The Economist run a story this past week about the pilot shortage issue that is facing the US airlines.
The congress recently changed rules requiring pilot working for commercial airlines to have minimum of 1,500 flight hours instead of 250 that was the minimum previously.
You can access The Economist article here of which below is an excerpt:
A low-salary, high-barrier-to-entry job is hardly an attractive prospect for people thinking about starting a career in aviation—and with regionals operating nearly half the country’s flights, some flyers’ working lives begin and end at these lowly carriers. For many young pilots, signing up for a foreign airline can mean a higher salary and lower requirements.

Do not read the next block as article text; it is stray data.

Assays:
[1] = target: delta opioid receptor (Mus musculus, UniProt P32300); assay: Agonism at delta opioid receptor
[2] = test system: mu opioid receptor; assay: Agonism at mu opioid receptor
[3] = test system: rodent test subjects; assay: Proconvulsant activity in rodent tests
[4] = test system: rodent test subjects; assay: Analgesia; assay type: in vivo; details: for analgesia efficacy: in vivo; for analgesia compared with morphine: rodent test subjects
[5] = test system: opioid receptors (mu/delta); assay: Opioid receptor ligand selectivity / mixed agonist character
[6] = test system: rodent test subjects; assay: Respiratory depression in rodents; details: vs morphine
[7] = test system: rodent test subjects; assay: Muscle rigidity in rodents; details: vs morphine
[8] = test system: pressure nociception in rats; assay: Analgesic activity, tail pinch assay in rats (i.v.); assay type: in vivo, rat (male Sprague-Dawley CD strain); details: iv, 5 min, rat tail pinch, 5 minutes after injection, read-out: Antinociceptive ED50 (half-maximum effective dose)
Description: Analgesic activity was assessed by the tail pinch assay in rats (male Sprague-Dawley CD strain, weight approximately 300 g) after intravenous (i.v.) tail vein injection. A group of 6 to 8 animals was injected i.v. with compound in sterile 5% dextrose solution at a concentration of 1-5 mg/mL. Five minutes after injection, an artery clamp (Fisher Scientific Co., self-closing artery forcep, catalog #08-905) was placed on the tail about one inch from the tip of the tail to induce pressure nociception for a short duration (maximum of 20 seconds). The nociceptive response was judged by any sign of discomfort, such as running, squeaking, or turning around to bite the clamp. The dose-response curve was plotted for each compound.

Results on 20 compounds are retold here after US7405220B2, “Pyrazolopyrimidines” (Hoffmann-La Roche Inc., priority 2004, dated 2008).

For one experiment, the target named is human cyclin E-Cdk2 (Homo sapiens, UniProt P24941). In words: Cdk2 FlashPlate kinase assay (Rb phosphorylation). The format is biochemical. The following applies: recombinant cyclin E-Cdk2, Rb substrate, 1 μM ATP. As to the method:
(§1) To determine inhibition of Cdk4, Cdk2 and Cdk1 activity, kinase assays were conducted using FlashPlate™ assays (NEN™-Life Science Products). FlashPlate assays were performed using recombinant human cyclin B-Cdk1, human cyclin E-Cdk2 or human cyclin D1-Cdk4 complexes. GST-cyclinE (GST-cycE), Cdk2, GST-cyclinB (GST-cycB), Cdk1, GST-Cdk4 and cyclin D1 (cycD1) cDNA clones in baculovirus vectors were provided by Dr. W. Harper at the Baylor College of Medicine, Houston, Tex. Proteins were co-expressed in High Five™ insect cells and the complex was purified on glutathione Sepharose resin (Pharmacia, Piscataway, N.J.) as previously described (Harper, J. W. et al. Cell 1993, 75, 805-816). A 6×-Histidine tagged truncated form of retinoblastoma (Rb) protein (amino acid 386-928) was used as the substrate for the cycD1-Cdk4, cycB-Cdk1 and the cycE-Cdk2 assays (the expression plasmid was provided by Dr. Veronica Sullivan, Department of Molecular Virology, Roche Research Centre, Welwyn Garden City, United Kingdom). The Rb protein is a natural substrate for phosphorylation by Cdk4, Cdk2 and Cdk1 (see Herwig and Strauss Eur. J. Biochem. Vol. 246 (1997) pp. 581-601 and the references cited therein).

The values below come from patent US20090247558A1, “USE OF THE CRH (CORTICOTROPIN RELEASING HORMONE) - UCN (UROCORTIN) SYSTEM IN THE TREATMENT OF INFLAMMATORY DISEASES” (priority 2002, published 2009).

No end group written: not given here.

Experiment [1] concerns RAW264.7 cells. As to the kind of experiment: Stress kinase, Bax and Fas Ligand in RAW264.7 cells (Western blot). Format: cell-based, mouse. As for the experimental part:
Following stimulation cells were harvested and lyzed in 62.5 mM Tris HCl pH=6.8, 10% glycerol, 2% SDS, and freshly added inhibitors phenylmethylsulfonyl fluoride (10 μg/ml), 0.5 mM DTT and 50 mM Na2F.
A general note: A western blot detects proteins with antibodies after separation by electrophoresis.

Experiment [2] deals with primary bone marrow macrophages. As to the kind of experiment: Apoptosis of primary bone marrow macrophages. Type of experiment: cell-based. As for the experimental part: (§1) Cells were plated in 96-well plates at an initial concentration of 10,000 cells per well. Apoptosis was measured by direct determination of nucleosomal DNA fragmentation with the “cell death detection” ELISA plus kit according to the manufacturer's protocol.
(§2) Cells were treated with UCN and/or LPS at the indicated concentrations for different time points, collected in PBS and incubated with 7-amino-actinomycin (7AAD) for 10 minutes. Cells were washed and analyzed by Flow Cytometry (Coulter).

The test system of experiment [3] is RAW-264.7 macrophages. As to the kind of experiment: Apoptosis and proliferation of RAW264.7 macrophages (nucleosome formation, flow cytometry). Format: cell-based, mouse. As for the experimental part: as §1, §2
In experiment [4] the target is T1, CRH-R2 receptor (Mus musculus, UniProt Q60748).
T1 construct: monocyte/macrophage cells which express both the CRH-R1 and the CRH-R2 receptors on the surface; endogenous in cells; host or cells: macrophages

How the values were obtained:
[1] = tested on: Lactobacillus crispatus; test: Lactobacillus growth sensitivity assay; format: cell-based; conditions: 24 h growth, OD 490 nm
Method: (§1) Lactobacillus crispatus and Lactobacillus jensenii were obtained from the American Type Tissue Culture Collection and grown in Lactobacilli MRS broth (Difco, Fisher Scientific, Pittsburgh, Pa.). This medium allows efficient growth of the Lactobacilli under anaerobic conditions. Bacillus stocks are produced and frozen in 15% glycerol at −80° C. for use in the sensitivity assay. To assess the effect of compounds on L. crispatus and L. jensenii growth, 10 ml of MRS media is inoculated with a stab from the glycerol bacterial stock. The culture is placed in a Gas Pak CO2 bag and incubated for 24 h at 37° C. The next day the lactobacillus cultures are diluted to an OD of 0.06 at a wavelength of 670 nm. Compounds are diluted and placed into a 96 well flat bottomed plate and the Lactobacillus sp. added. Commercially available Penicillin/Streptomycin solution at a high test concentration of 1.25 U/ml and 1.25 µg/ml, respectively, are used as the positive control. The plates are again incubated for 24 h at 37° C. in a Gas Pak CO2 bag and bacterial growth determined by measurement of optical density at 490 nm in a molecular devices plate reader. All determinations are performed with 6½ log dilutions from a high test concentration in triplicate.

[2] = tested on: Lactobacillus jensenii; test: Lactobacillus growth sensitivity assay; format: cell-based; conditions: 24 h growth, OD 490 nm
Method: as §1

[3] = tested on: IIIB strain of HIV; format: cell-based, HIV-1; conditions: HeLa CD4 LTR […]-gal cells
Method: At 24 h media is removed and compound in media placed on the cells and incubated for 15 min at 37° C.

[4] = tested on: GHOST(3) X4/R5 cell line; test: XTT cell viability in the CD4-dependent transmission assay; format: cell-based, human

For now, the effects are mostly being felt on routes involving smaller planes and airports. But with the pipeline to the top pilot jobs shrinking, it is likely the major carriers will start to feel the effects. According to one analysis, in the next 20 years the supply of people to fly America’s planes will meet just two-thirds of the demand. That could force the big operators to slash routes.
The pilots flying for airlines such as American, Delta and United usually start with one of the “express” carriers that pay very little but “promises” a career path.
Many qualified pilots may choose to work with better paying airlines in the Middle East instead of doing turn and burn short haul flights.